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Colin Lea's  Instablog

Colin Lea
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The author is Australian with a long term interest and personal stake in financial planning and management. He works within the Financial Services Industry, is a member of the FPA Australia, and is a Certified Gold Seeking Alpha Contributor. Prior professional background of 20 years in military... More
My company:
Carey Group of Companies
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  • Buffet on Treasury
    "That an investor should be prepared to accept just 2.5 per cent for a ten-year exposure to the freshly-downgraded US treasury market is a stark measure of desperation worldwide,’’ Buffett said.

    Read more: http://www.smh.com.au/business/a-bull-story-20110809-1ijsj.html#ixzz1UUSWBq1t
    Aug 08 9:22 PM | Link | Comment!
  • Taxing ourselves into oblivion
    Today, after a short week at home in Australia, I fly back to the USA. Just after I get on the plane, the Prime Minister will announce her carbon pricing plan for Australia, a move that while sound in theory (and 'feel goodness'...), is not practical from a global perspective. And here's why - prior to moving to the USA, I was supportive of some form of policy action based around a more sustainable way of life and reducing the impact on the planet. Since being in the USA however, I have become aware of the fact that the majority of 350 million people there don't believe in global warming, and have no intention of adopting a similar carbon pricing plan (at least not under any government soon). And looking at the statistics, if all of Australia's efforts over the next 15 years can be wiped out by a <1% rise in China or the USA's emissions, then who are we fooling in trying to play the global good cop. Yes we have an abundance of natural resources, but with tax after tax on top of tax, we will become irrelevant and overpriced. We will in essence be a very lucky country that is too expensive to be competitive, or a good place to live. I've seen a small taste of it this week. I look forward (with trepidation) to the announced carbon pricing plan, and the subsequent (hopefully vocal) reaction by the Australian public.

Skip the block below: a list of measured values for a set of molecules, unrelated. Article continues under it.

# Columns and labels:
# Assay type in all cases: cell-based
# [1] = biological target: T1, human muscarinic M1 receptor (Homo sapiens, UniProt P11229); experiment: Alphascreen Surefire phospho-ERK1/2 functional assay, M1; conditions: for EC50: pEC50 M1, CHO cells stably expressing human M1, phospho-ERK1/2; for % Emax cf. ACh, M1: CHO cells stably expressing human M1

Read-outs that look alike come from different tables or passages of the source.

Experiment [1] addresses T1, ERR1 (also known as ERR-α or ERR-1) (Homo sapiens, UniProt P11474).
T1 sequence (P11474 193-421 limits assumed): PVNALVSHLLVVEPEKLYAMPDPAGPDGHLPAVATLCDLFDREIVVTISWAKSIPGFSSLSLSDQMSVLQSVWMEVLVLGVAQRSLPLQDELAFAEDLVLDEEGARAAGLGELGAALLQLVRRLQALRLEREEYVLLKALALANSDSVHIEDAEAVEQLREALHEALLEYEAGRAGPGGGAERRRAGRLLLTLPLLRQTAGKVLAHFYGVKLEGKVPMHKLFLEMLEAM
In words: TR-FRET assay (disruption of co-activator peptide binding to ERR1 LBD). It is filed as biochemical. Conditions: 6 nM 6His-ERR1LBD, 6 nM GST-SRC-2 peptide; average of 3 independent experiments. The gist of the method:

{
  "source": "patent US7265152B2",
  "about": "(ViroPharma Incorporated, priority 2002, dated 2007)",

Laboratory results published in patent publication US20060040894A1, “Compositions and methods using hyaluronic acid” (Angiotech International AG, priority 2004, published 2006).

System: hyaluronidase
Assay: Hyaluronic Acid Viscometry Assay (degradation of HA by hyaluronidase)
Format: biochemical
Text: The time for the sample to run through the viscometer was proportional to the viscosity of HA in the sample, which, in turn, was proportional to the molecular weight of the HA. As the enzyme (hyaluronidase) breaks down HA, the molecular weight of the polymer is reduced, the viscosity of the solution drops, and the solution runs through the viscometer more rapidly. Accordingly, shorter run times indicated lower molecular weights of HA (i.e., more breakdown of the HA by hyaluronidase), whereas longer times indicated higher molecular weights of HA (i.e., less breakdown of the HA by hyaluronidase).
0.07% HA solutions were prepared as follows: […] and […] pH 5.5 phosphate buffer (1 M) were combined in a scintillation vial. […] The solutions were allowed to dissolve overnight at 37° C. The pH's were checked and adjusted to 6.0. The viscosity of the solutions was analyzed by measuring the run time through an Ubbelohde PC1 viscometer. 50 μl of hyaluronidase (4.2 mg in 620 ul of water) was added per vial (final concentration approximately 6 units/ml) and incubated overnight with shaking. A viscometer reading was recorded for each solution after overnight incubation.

Jul 09 7:17 PM | Link | 1 Comment
  • Why does the ASX catch a cold everytime Wall Street sneezes?
    A little bit bemused by this weeks downwards performance of the ASX wiping off many recent gains, which begs the question, "why does the ASX catch a cold every time wall street sneezes?"

    The civil unrest in Lybia is far removed from dominating the overall global oil market, nor from impacting upon the Australian economy directly. Demand for natural resources from Australia remains strong, with strong export requirements with China and Asia enduring, regardless of the political security situation in Lybia, Egypt, Iran or Afghanistan. The AUD is maintaining near parity with the USD, and this looks set to continue on an enduring basis in the medium to long term. Job growth is stable, and recent interest rate rises from the RBA appear to have kept inflation in check within the apparent "two speed economy".

    The Australian economy is strong and capable of performing consistently during intermittent political turmoil abroad. It should therefore be performing at a level above the current downward trend driven by the jitters abroad, and a more positive  performance outlook should be reflected in the all ordinaries and resource stocks, regardless of what Wall Street does. The foundations are there for the ASX to be the tortoise, while Wall Street bounces around like the proverbial hare...
    Mar 10 9:15 PM | Link | Comment!
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